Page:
One area for future innovations is the use of more hybrid technology. The integration of hybrid components for wheel loaders can positively impact the environment as well as improve fuel savings, reduced maintenance, lower repair/rebuild costs and, in some instances, increased productivity. The goals for end-customers vary. For some, zero-emissions are key; for others, it might be burning less fuel or increasing power density. We know that customers won’t sacrifice quality, reliability or durability to achieve these objectives. That’s why our electrification strategy begins and ends with our customer needs. Working with design engineers to solve complex problems requires not a single solution but a versatile approach to helping match the right product to the application. This article discusses some of the components and technology that Parker brings to the table for wheel loader applications.Electrification and hybrid systems
Whether it is an all-electric or hybrid wheel loader, the motor design has a direct impact on the maintenance and reliability of the components. Parker’s Global Vehicle Motor (GVM) advanced electric motor is intended to be used in electric and hybrid electric vehicle traction, electro-hydraulic pumps (EHP) and auxiliary applications. High power density, compact design combined with the highest efficiencies in the market provides the key. Introduction of electric solutions allow the efficiency recovery and storage of energy which would previously be wasted. Parker offers a wide range of motors with up to over 400kW of power. With a variety of sizes, lengths and voltages up to 650V each application can be uniquely engineered to maximize a machine’s performance.
The design of the GVM means that is can be used as a motor or a generator. This feature facilitates efficient system energy recovery whether from smart system design or braking solutions. This can provide a means of reducing expensive battery costs, extend the range between charges reduce overall machine operation costs.
As machinery moves more toward electrification, sensors become increasingly important to improve efficiency. Our UTS mobile sensors eliminate the need for redundant sensors lowering your total spend on electronic controls systems. For OEMs and their customers, this means one single part can perform the many functions that formerly required many individual products. This can reduce inventory requirements, simplify installation and replacement, as well as reduce related labor costs. Further contributing to less operator fatigue and higher productivity are steer-by-wire solutions. Our steer-by-wire system consists of an input device, SIL2-class control units, display and a hydraulic directional control valve. It has on-board diagnostics and component redundancy in the event of single component failure.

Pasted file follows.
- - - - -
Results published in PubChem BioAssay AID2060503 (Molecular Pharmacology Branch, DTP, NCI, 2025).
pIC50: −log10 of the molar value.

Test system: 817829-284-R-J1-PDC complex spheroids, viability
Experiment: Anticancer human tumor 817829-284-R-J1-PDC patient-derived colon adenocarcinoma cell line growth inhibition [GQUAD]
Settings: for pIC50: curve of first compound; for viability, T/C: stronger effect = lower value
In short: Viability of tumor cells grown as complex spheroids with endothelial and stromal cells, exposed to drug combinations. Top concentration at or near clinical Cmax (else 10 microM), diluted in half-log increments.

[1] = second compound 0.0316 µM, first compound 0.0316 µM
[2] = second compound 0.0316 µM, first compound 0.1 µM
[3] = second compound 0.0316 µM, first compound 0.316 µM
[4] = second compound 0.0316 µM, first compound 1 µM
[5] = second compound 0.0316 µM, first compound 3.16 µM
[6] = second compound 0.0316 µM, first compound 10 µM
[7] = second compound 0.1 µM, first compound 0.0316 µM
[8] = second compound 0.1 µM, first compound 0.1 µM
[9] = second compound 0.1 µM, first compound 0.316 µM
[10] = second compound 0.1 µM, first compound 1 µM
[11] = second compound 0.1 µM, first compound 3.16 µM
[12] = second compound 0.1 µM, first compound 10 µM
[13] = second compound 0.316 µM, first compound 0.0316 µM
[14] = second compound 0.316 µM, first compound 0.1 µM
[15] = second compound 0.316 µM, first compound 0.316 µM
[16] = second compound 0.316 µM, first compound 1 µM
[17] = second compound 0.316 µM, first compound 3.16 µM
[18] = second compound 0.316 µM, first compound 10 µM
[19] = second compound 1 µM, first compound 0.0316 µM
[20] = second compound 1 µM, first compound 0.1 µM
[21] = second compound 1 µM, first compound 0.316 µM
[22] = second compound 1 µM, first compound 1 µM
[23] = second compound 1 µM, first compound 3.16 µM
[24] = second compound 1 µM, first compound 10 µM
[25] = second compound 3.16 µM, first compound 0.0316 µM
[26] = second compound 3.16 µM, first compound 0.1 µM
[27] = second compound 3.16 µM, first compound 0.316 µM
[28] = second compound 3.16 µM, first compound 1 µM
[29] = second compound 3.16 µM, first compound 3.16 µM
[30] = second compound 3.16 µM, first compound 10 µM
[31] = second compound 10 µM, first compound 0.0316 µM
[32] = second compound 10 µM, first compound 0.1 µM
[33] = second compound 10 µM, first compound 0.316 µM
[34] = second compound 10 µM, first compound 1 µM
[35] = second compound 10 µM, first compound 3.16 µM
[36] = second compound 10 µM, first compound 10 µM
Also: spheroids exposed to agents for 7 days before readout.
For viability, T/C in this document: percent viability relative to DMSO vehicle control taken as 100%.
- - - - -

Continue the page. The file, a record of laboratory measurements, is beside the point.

The incorporation of electric components require different plumbing. Equipment with the new Diesel Exhaust Fluid (DEF) engines require after treatment, and DEF fluid requires heated hoses. Designed for heating and conveying DEF (Diesel Exhaust Fluid) throughout the SCR system on wheel loaders, our SCR hoses are specifically engineered for equipment that requires Tier IV and EPA 10 compliance.
Reducing lifecycle costs of wheel loader ownership
In addition to product selection, maintenance still plays a crucial role in reducing the lifecycle costs of owning and operating a wheel loader. Harsh working conditions, poor maintenance and abusive operation can reduce the life of the machine by half. Often, it’s the simple details that lead to premature component failure and increased lifecycle costs. Managing equipment or machinery maintenance can be a challenge for even the most capable and well-resourced organization. However, maintenance schedules can be streamlined with the utilization of an assist management system such as the Parker Tracking System (PTS). This innovative system provides fast and accurate product information, speeding replacement regardless of where or when the original component was created. Because tagged products can be replaced sight unseen, PTS eliminates the need to wait for removal before new parts can be acquired. For instance, a customer can scan the barcode on Parker’s hydraulic GlobalCore hose and immediately find out the part number, size, rating, and length of hose; end fitting sizes, and configurations; and where and when the assembly was made. Documentation of the original bill of materials ensures hose assembly replacement to exact OEM specifications and compliance with applicable industry and safety standards. This information can immediately be communicated to the nearest Parker distributor, reducing unplanned downtime to a minimum.
Machine use is equally as important as maintenance. With the evolution of IoT, construction companies can measure and run reports regarding fuel consumption, productivity, machine utilization and health and more. Our Mobile IoT solution can help businesses lower cost and energy consumption by providing data that can reduce emissions for off-road equipment.Users can customize and adjust parameters, monitor their heavy equipment’s location, component health status including real-time signals. Our solution enables organizations to create quantifiable and real-time dashboard statistics about the performance or utilization of their industrial equipment. These insights have the potential of helping users avoid unplanned downtime events through continuous monitoring with the use of alarms or analytical models.
As we look to the future of wheel loaders there is no doubt that technology will play a major role in improving efficiencies and sustainability. The thought of replacing the traditional mechanical transmission with a generator, inverter and motor will increase in popularity. It won’t be uncommon for new powertrains to utilize switch reluctance technology, which will result in up to a 25 percent overall improvement in efficiency and up to 49 percent in high production tough digging applications. Wheel loaders are becoming more fuel-efficient, automated and connected and Parker's experience in the industry helps us to deliver the right solution.
The Parker Global Mobile Systems team of application engineering experts are available to assist our customers in designing and implementing new systems to meet your application needs. Contact us for more information, or if you'd like to receive more relevant hydraulics, pneumatics and electromechanical product and technology updates for wheel loaders in your inbox, subscribe here.Related articles:
30 Jan 2021